This is the first in a series of blog posts on QStringView, the std::u16string_view equivalent for Qt. You can read about QStringView in my original post to the Qt development mailing-list, follow its status by tracking the “qstringview” topic on Gerrit and learn about string views in general in Marshall Clow’s CppCon 2015 talk, aptly named “string_view”.
  • Making Movies with QML
    One of the interesting things about working with Qt is seeing all the unexpected ways our users use the APIs we create. Last year I got a bug report requesting an API to set a custom frame rate for QML animations when using QQuickRenderControl. The reason was that the user was using QQuickRenderControl as an engine to render video output from Qt Quick, and if your target was say 24 frames per second, the animations were not smooth because of how the default animation driver behaves. So inspired by this use case I decided to take a stab at creating such an example myself.
  • How to Create a Look and Feel Theme
  • United Desktop Theme for KDE Plasma 5.9
  • KDE Talks at FOSDEM
    The continuation of the original talk from Dirk Hohndel and Linus Torvalds about the port of Subsurface from Gtk to Qt, now with mobile in mind.

SteamVR for Linux, Benchmarks of HITMAN on NVIDIA

  • SteamVR for Linux is now officially in Beta
    Valve have put up SteamVR for Linux officially in Beta form and they are keen to stress that this is a development release. You will need to run the latest Steam Beta Client for it to work at all, so be sure to opt-in if you want to play around with it.
  • Valve Publishes A SteamVR Developer Build For Linux
    Valve has begun rolling out their SteamVR Linux support by announcing today a beta/developer build of their VR support for Linux. Valve's SteamVR for Linux page was updated today to reflect the build becoming public via the Steam beta channel, "This is a development release. It is intended to allow developers to start creating SteamVR content for Linux platforms. Limited hardware support is provided, and pre-release drivers are required. Linux support is currently only available in the "beta" branch, make sure you are using SteamVR[beta] before reporting issues."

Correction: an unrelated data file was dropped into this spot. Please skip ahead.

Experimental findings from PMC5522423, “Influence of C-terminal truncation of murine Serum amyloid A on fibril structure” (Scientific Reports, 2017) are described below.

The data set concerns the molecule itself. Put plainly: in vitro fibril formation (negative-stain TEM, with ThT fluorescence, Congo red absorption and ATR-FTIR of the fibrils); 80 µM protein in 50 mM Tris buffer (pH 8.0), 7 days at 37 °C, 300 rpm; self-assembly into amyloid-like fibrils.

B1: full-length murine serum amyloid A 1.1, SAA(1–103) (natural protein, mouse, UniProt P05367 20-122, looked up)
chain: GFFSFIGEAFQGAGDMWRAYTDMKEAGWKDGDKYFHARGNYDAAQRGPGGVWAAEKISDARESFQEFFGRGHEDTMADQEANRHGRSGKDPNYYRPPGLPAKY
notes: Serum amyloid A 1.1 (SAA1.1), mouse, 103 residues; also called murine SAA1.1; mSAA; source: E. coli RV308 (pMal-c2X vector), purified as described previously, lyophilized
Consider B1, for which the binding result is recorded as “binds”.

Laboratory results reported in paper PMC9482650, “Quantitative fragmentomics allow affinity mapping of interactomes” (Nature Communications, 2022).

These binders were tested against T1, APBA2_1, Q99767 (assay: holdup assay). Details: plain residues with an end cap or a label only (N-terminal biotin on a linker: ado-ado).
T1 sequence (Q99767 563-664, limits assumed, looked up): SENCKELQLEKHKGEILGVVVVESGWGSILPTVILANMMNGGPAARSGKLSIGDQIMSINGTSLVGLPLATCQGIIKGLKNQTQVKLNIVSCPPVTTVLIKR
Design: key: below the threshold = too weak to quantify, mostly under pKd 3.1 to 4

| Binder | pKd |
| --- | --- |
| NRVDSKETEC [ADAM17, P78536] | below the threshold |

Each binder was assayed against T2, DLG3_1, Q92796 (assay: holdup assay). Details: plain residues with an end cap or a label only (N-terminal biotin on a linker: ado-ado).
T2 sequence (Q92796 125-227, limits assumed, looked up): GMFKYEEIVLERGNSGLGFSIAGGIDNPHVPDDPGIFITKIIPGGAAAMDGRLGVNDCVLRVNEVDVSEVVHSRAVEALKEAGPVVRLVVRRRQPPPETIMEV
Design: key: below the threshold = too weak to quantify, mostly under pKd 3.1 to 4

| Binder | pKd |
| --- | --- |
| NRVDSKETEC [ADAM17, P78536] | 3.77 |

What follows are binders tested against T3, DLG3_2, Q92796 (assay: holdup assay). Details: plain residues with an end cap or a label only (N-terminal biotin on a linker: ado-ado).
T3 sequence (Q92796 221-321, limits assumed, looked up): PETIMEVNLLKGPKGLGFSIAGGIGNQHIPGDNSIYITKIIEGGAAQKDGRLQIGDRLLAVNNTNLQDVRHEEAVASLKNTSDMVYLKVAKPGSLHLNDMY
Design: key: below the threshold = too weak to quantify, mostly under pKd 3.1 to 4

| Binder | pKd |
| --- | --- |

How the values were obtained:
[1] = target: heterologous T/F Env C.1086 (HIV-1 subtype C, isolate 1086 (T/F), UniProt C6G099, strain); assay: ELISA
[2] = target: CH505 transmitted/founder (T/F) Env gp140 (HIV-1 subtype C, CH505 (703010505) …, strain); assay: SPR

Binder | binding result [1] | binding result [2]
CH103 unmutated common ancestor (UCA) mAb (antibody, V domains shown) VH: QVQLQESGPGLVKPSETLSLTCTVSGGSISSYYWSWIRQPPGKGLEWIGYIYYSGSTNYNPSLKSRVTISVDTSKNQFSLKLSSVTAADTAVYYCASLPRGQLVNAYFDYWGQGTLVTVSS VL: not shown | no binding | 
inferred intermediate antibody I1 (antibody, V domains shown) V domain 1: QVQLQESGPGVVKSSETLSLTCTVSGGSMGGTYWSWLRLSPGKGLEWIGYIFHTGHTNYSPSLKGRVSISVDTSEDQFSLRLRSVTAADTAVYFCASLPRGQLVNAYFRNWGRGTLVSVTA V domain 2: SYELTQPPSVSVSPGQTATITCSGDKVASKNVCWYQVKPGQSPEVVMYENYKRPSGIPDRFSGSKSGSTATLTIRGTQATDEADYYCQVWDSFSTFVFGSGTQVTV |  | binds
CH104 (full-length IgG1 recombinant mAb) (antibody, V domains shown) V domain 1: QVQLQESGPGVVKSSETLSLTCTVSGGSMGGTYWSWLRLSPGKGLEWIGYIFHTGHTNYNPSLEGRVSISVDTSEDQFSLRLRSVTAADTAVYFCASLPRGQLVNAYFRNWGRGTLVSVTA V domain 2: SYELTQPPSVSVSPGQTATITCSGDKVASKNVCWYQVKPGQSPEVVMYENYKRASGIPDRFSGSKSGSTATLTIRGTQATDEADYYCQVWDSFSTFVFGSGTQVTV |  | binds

• HITMAN Linux Benchmarks On 12 NVIDIA GPUs
    Last week Feral Interactive released the much anticipated port of HITMAN for Linux. While at first it didn't look like this Linux game port would work out for our benchmarking requirements, thanks to Feral it does indeed work for another interesting Linux gaming test perspective. For our initial HITMAN Linux benchmarks are tests from 12 NVIDIA GeForce GPUs while our Radeon tests will come tomorrow.

Meet Flint OS, a Chromium OS Fork for Raspberry Pi & PCs That Runs Android Apps

Will Smith from Flint Innovations Limited is informing Softpedia today about their up and coming Linux-based operating system for PCs and Raspberry Pi devices, Flint OS, based on the open-source Chromium OS project. These days, we see more and more developers and entrepreneurs launching new operating systems based on Chromium OS, which Google uses with much success for its Chrome OS on many Chromebooks that you can purchase today. But Flint OS is somehow a bit special, not only because it provides support for both Raspberry Pi SBCs and x86 computers with either Intel or Nvidia GPUs, but because it uses Android apps. Read more Also: KaOS 2017.02 Is Out with Linux 4.9.10, KDE Plasma 5.9.2, and X.Org Server 1.19.1